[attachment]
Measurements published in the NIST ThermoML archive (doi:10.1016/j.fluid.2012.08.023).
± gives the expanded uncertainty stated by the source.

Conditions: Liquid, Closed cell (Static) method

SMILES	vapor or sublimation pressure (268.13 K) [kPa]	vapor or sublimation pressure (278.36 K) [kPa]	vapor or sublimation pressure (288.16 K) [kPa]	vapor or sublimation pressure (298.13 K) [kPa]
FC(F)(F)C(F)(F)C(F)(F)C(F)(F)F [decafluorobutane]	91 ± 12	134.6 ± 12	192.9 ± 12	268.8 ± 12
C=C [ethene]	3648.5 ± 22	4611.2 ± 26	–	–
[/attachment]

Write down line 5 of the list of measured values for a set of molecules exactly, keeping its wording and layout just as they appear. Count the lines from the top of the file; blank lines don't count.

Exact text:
FC(F)(F)C(F)(F)C(F)(F)C(F)(F)F [decafluorobutane]	91 ± 12	134.6 ± 12	192.9 ± 12	268.8 ± 12